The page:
Science Conference Proceedings (OSTI)

We develop an analytical model for the accretion and gravitational drag on a point mass that moves hypersonically in the midplane of a gaseous disk with a Gaussian vertical density stratification. Such a model is of interest for studying the interaction between a planet and a protoplanetary disk, as well as the dynamical decay of massive black holes in galactic nuclei. The model assumes that the flow is ballistic, and gives fully analytical expressions for both the accretion rate onto the point mass and the gravitational drag it suffers. The expressions are further simplified by taking the limits of a thick and of a thin disk. The results for the thick disk reduce correctly to those for a uniform density environment. We find that for a thin disk (small vertical scaleheight compared to the gravitational radius), the accretion rate is proportional to the mass of the moving object and to the surface density of the disk, while the drag force is independent of the velocity of the object. The gravitational deceleration of the hypersonic perturber in a thin disk was found to be independent of its parameters (i.e., mass or velocity) and depends only on the surface mass density of the disk. The predictions of the model are compared to the results of three-dimensional hydrodynamical simulations, with reasonable agreement.

Canto, J.; Sanchez-Salcedo, F. J. [Instituto de Astronomia, Universidad Nacional Autonoma de Mexico, Ap. 70-468, 04510 D.F. (Mexico)] [Instituto de Astronomia, Universidad Nacional Autonoma de Mexico, Ap. 70-468, 04510 D.F. (Mexico); Esquivel, A.; Raga, A. C., E-mail: jsanchez@astro.unam.mx, E-mail: esquivel@nucleares.una.mx, E-mail: raga@nucleares.unam.mx [Instituto de Ciencias Nucleares, Universidad Nacional Autonoma de Mexico, Apartado Postal 70-543, 04510 Mexico D.F. (Mexico)

2013-01-01T23:59:59.000Z

268

Investigations into the reproductive performance and larval rearing of the Brown shrimp, Farfantepenaeus aztecus, using closed recirculating systems  

E-Print Network (OSTI)

The effects of unilateral eyestalk ablation, diets and sex ratios were evaluated on two wild populations of Farfantepenaeus aztecus in a closed recirculating maturation system. Ovarian development and spawning frequencies of ablated females in both studies were higher than the non-ablated females. Replacement of bloodworms in maturation diet with enriched adult Artemia sp. had no negative effect on the number of eggs spawned and resulted in increased hatch and survival rates from Nauplius I to Zoea I. Life span of ablated females fed enriched Artemia sp. was longer than ablated females fed bloodworms. Replacement of the expensive bloodworm diet component with adult enriched Artemia sp. is possible without negative impact on female reproductive performance. Reducing male to female ratio from 2:1 to 1:1 resulted in a 1.25% decrease in spawning activities of ablated females. The life cycle of pond-raised F1 generation F. aztecus also was completed in the closed recirculating system using unilateral eyestalk ablation as previously described. This study found diets that contained an enriched adult Artemia sp. component performed superior (i.e. hatch rate, nauplii and zoea production) to a diet containing bloodworms. Six consecutive larval rearing trials evaluated changes in select water quality indicators and their effect on growth, survival, and stress tolerance of F. aztecus postlarvae cultured in artificial seawater under closed recirculating and flow-through conditions. The closed recirculating larval rearing system successfully produced five-day-old postlarvae (PL) from Zoea I (Z1) with similar dry weights, lengths and stress resistance to PL produced under standard water exchange practices. The trickling biofilters were found to be a limiting component of this system. A submerged coral biofilter was added to the system and effectively processed culture water for re-use. Addition of the submerged biofilter resulted in improved survival rates in Trials 4, 5 and 6. These studies demonstrate maturation and larval rearing of F. aztecus is feasible in closed recirculating systems. Implementation of these systems in hatcheries bolsters biosecurity while reducing the environmental impact of hatchery effluent. Recirculating and re-use systems are therefore essential in the further development of sustainable hatchery programs for endemic species.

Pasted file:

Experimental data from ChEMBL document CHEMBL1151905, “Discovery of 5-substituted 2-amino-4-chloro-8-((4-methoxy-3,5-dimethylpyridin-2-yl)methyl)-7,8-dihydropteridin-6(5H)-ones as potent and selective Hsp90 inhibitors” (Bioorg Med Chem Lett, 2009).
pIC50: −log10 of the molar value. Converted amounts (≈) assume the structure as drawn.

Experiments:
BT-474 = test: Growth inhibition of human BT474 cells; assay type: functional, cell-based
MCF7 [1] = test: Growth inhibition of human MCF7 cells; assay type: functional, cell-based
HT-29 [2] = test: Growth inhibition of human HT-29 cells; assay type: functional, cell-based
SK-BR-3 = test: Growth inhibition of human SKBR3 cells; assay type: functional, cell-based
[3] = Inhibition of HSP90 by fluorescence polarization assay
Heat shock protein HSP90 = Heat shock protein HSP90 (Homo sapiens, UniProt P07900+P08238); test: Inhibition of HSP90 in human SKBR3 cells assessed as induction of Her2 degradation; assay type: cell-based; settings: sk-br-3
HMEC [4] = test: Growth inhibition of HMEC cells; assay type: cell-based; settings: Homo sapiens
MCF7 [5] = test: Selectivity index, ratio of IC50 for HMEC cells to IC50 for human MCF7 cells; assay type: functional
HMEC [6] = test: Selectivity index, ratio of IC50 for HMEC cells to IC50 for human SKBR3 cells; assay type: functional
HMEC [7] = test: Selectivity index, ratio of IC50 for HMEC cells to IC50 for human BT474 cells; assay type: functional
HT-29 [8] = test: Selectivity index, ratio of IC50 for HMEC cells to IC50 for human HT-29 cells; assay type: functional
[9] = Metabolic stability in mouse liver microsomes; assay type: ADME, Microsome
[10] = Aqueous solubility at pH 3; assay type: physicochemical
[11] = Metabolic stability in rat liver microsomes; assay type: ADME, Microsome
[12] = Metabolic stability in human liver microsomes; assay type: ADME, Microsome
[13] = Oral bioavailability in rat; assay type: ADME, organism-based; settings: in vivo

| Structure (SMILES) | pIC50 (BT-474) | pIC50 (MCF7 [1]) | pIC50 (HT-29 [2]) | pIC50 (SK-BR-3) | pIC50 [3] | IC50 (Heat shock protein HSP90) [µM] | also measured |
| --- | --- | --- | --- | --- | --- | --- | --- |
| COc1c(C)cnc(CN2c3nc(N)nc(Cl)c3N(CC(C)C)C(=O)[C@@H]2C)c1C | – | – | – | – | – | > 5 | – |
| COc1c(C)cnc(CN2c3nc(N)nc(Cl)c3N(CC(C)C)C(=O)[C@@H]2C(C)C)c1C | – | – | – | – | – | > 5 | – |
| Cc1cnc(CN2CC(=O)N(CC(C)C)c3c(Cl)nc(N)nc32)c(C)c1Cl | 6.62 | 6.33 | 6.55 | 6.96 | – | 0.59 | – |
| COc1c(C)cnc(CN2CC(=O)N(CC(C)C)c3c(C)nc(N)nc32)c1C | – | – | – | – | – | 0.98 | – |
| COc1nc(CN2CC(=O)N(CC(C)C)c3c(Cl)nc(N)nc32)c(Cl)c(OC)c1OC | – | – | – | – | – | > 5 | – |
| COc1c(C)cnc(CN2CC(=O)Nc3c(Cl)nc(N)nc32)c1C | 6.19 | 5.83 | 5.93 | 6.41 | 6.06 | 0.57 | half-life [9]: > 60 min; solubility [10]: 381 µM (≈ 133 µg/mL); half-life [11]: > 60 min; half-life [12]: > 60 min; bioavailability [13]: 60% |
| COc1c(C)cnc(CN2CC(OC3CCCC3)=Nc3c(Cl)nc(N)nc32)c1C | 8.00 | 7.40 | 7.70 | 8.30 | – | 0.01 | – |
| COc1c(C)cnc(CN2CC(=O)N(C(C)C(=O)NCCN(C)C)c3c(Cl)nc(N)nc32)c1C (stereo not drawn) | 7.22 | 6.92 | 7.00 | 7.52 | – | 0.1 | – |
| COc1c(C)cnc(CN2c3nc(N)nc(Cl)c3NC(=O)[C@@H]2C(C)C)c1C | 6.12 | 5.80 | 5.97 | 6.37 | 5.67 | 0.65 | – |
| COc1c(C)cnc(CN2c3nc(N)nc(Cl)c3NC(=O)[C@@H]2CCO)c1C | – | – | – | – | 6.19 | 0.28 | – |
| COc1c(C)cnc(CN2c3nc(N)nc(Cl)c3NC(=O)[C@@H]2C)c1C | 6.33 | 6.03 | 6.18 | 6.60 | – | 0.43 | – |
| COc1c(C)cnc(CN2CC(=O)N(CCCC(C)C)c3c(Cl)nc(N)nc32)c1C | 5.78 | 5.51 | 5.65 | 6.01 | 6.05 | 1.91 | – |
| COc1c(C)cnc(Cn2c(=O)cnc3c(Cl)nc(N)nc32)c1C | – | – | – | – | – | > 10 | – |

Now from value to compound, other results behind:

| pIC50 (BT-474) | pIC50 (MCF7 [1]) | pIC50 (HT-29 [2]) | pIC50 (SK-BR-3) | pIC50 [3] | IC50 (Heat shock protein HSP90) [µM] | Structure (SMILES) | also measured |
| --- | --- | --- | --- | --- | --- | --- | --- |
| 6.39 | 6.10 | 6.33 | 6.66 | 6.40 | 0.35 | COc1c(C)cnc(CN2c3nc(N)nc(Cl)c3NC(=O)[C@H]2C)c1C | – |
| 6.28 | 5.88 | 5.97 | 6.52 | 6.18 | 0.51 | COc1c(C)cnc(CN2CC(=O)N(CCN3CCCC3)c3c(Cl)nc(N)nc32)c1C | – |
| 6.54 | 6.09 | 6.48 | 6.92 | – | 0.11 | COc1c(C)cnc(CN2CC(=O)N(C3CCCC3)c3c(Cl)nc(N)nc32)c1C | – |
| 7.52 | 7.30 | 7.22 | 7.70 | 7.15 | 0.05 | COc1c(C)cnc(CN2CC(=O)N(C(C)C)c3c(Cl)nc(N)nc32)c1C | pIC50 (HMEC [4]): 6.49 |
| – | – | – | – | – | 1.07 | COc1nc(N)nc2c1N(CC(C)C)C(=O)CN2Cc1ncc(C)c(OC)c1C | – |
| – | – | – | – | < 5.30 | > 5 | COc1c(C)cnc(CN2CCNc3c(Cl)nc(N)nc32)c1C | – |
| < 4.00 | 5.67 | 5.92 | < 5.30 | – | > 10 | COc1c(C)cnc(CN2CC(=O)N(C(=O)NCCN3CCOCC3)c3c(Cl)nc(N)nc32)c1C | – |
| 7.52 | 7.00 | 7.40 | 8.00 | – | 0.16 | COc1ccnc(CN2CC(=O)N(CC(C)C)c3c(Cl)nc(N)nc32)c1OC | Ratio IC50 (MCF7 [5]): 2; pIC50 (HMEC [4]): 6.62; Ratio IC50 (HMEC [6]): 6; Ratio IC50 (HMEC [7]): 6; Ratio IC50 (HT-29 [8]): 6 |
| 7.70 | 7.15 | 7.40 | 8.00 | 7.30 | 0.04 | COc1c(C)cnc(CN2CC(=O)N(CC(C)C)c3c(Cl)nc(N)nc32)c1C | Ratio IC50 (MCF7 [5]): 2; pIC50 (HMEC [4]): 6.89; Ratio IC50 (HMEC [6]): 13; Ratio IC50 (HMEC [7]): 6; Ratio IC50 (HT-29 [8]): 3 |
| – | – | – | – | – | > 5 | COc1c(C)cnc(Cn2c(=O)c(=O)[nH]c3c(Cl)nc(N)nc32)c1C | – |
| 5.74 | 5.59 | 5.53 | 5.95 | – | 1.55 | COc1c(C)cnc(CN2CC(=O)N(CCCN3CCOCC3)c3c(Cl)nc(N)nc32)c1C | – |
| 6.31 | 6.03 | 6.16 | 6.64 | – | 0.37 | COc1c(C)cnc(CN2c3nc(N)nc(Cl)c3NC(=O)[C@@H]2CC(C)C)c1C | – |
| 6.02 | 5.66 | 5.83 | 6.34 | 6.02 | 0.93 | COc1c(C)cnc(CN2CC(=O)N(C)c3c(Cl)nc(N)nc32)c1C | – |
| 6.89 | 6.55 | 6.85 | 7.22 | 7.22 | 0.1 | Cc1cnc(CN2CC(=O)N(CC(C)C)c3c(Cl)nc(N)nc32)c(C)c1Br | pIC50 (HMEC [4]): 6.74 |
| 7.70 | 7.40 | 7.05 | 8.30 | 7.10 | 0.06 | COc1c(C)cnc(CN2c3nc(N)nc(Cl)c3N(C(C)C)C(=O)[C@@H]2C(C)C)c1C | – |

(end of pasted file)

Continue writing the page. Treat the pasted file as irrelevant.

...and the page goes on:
Gandy, Ryan Leighton

2004-12-01T23:59:59.000Z

269

3D Radiative Hydrodynamics for Disk Stability Simulations: A Proposed Testing Standard and New Results  

E-Print Network (OSTI)

Recent three-dimensional radiative hydrodynamics simulations of protoplanetary disks report disparate disk behaviors, and these differences involve the importance of convection to disk cooling, the dependence of disk cooling on metallicity, and the stability of disks against fragmentation and clump formation. To guarantee trustworthy results, a radiative physics algorithm must demonstrate the capability to handle both the high and low optical depth regimes. We develop a test suite that can be used to demonstrate an algorithm's ability to relax to known analytic flux and temperature distributions, to follow a contracting slab, and to inhibit or permit convection appropriately. We then show that the radiative algorithm employed by Meji\\'a (2004) and Boley et al. (2006) and the algorithm employed by Cai et al. (2006) and Cai et al. (2007, in prep.) pass these tests with reasonable accuracy. In addition, we discuss a new algorithm that couples flux-limited diffusion with vertical rays, we apply the test suite, an...